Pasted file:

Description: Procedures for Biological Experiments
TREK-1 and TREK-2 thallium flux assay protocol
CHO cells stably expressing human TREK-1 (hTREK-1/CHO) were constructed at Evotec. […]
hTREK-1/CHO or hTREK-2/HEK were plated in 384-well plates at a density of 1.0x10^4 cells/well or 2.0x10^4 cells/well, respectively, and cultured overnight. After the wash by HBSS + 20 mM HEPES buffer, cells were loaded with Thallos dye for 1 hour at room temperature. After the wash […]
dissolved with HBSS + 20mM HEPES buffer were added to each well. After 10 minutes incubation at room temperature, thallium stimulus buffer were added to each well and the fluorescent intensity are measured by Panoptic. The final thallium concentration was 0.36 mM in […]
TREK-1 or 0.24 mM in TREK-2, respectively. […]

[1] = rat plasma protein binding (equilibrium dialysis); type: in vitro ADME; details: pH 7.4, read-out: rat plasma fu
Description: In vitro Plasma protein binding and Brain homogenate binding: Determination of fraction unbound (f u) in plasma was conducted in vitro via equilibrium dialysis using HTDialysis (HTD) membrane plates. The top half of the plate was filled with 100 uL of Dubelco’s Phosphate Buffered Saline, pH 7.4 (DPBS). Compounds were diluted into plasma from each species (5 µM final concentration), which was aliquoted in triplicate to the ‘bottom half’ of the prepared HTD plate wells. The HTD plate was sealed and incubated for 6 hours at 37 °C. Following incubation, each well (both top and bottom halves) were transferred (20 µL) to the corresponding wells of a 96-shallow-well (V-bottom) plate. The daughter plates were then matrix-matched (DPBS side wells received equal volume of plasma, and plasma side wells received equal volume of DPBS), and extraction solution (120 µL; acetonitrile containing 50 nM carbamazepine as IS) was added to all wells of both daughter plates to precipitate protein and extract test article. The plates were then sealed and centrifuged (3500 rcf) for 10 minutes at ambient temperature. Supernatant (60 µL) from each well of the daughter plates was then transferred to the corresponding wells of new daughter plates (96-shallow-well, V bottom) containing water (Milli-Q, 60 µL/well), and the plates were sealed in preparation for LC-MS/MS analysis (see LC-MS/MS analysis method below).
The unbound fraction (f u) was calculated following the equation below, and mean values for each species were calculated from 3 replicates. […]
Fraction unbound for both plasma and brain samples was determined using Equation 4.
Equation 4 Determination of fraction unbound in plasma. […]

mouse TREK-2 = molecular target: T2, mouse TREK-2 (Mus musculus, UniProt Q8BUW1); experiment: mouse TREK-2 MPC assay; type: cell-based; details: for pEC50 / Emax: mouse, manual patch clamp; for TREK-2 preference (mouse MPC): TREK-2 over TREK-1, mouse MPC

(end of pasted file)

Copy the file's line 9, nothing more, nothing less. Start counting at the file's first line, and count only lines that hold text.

The unbound fraction (f u) was calculated following the equation below, and mean values for each species were calculated from 3 replicates. […]